Dry ice is solid carbon dioxide, that gas that we exhale when we breathe. It is called dry ice because it changes from a solid to a gas (sublimation) under normal atmospheric conditions without going through a liquid state. Whether you're preparing a science project or just want to create stunning visuals with a little smoke, follow the steps below to learn how to handle dry ice with care.
Part 1 of 3: Buying and Shipping Dry Ice
Step 1. You can buy dry ice at your local supermarket
Stores that sell dry ice include Safeway, Walmart, and Costco.
- Try to buy the ice shortly before you need to use it. Because it constantly changes from a solid to a gas, it doesn't last long. Every 24 hours, 2 to 5 kg (5 to 10 lb) of dry ice changes from a solid to a gas.
- Although most people can buy dry ice, some stores require you to be 18 years of age to purchase it.
Step 2. Buy blocks of dry ice
Both school projects and creating visual effects need blocks of dry ice.
- Dry ice also comes in the form of tablets, but these are used more to clean surfaces or to transport medical supplies.
- The price of dry ice ranges from $ 1.00 to $ 3.00 per pound. Although prices vary depending on the quantity and location of the store, it is generally cheap.
Step 3. Place the dry ice in a thermally insulated container, such as a plastic cooler
Because dry ice is cooler than most refrigerators (-109.3 to -78.5 ° C), regular refrigerators will not keep it frozen.
- The thicker the insulating coating on the cooler, the slower the dry ice will sublimate.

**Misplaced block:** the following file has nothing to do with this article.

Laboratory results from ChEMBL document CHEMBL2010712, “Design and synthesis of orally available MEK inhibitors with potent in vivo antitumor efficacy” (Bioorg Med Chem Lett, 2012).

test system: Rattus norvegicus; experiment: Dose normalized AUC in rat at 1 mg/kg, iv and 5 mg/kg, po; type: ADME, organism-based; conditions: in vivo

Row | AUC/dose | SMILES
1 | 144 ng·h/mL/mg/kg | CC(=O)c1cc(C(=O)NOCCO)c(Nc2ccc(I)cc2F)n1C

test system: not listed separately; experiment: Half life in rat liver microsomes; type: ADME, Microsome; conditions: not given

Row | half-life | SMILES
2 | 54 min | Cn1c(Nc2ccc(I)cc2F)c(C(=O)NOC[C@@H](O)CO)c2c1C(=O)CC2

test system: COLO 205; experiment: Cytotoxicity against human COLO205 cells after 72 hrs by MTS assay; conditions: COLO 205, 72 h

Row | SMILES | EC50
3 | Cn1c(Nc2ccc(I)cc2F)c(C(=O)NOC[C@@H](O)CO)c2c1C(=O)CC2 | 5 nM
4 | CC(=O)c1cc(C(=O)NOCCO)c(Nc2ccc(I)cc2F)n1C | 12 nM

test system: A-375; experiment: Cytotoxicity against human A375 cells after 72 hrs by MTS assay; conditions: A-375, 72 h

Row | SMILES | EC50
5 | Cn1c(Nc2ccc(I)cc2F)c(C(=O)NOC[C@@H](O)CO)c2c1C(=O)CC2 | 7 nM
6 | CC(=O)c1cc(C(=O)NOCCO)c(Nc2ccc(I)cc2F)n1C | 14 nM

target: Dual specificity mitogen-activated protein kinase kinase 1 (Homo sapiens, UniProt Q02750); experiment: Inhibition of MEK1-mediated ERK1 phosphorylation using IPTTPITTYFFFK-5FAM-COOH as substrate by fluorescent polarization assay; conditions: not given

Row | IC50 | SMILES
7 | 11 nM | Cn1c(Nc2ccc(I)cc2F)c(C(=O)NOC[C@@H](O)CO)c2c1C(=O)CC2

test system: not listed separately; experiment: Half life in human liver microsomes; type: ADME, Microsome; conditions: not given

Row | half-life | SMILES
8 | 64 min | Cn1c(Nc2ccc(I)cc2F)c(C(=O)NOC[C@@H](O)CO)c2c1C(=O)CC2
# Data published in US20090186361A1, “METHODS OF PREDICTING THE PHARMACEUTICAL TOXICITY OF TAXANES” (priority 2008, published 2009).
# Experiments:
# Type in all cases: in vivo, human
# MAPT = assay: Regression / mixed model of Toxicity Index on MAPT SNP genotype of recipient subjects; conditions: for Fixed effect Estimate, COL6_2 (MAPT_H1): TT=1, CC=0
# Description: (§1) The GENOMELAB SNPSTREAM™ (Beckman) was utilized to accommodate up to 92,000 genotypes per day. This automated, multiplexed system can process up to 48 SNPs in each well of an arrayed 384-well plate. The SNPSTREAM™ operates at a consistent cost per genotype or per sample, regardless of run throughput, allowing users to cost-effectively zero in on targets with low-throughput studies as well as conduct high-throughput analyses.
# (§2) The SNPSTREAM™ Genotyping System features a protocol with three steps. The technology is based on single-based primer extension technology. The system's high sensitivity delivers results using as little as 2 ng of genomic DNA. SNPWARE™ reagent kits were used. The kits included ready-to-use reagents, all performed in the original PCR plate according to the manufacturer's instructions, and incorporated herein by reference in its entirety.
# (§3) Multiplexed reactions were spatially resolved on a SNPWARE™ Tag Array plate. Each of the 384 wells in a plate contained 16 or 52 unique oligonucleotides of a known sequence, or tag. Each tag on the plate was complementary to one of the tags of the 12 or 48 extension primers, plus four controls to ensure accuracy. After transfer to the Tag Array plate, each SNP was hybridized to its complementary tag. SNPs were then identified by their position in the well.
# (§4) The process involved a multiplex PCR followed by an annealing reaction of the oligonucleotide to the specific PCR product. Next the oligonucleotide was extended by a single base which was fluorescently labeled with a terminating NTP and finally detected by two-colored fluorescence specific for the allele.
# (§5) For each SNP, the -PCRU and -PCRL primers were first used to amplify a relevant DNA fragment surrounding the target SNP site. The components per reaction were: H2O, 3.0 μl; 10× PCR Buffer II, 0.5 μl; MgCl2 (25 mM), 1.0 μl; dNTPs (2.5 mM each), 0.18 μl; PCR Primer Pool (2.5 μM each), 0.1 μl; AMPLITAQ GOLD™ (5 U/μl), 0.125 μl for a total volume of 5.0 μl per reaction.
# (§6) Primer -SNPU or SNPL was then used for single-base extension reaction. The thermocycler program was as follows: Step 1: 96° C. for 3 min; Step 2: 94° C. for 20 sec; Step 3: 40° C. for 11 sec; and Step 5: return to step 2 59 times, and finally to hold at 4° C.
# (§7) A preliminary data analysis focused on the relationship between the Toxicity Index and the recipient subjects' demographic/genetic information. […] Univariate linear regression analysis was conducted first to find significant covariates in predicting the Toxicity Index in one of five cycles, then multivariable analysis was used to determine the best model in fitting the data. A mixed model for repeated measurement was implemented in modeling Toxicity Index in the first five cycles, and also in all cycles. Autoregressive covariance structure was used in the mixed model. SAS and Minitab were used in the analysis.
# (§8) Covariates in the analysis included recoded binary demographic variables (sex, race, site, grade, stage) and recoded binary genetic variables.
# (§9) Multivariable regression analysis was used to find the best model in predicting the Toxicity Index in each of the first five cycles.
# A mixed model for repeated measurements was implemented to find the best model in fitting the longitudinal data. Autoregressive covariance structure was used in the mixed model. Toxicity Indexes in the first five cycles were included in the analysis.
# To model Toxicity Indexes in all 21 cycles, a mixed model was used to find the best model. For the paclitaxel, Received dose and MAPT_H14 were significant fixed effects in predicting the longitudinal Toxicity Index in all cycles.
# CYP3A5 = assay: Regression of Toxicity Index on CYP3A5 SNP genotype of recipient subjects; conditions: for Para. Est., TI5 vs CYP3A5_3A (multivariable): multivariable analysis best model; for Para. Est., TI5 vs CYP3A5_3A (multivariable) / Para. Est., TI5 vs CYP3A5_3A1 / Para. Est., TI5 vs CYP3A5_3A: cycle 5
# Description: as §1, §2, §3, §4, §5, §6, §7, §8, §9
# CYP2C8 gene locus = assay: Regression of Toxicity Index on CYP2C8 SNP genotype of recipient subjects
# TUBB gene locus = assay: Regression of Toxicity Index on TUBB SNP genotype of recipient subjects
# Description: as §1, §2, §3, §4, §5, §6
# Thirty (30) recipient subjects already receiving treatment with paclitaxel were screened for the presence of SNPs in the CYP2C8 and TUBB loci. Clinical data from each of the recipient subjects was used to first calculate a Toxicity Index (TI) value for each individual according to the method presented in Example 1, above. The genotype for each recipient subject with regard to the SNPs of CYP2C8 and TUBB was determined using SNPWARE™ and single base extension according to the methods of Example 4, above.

- Try to open and close the container as little as possible to delay the sublimation process. You can also fill the empty spaces in the cooler with rolled paper to insulate it even better.
- Storing dry ice in your refrigerator will cause the thermostat in your refrigerator to turn off. Because dry ice is extremely cold, the freezer will automatically turn off the thermostat so food doesn't freeze too much. For this reason, if your refrigerator breaks down and you need to keep your food frozen, you can put dry ice inside as an alternative to the thermostat.
Step 4. Put the cooler in your car and roll down the windows
Remember, dry ice is carbon dioxide and it is harmful if you breathe it in in large amounts.
Fresh air circulation is very important if you need to transport dry ice for more than 15 minutes. If a person is in a poorly ventilated place and brings dry ice with them, they can suffer from headaches, breathing problems and even death if this compound is inhaled for long periods
Part 2 of 3: Handle Dry Ice With Care
Step 1. Wear leather gloves and long sleeves when opening a container of dry ice or pouring this compound into other containers
Although brief contact with this compound does not cause harm, prolonged contact can cause burns due to freezing of your skin cells.
- You can also use a towel or mitt, but they don't work as well as leather gloves. However, handle dry ice like a hot skillet and avoid skin contact.